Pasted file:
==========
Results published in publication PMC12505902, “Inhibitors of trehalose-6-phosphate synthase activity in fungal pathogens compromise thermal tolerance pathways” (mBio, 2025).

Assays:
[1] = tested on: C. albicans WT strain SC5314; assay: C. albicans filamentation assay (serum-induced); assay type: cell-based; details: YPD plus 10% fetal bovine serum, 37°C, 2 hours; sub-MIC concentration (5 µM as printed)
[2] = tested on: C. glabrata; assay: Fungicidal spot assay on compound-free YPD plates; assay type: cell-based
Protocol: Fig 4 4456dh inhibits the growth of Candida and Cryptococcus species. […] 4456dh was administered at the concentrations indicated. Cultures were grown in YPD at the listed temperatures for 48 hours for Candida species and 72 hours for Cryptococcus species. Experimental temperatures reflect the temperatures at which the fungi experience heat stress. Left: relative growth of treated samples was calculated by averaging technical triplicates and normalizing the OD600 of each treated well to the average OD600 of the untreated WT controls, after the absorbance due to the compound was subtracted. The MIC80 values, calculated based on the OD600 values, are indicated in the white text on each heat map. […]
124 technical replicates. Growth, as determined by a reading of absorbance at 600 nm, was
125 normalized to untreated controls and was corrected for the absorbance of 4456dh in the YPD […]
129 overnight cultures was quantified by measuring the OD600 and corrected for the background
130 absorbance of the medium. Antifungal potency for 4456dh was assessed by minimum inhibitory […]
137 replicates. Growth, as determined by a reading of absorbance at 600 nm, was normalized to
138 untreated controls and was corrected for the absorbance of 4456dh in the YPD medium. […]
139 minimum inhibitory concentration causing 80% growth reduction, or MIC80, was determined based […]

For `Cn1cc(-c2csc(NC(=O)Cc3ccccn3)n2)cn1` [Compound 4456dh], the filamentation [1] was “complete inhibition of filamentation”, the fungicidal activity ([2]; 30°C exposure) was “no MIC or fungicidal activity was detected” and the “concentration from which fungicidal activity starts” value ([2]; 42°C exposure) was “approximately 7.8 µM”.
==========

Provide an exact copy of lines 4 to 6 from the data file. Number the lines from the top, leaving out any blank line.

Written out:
[2] = tested on: C. glabrata; assay: Fungicidal spot assay on compound-free YPD plates; assay type: cell-based
Protocol: Fig 4 4456dh inhibits the growth of Candida and Cryptococcus species. […] 4456dh was administered at the concentrations indicated. Cultures were grown in YPD at the listed temperatures for 48 hours for Candida species and 72 hours for Cryptococcus species. Experimental temperatures reflect the temperatures at which the fungi experience heat stress. Left: relative growth of treated samples was calculated by averaging technical triplicates and normalizing the OD600 of each treated well to the average OD600 of the untreated WT controls, after the absorbance due to the compound was subtracted. The MIC80 values, calculated based on the OD600 values, are indicated in the white text on each heat map. […]
124 technical replicates. Growth, as determined by a reading of absorbance at 600 nm, was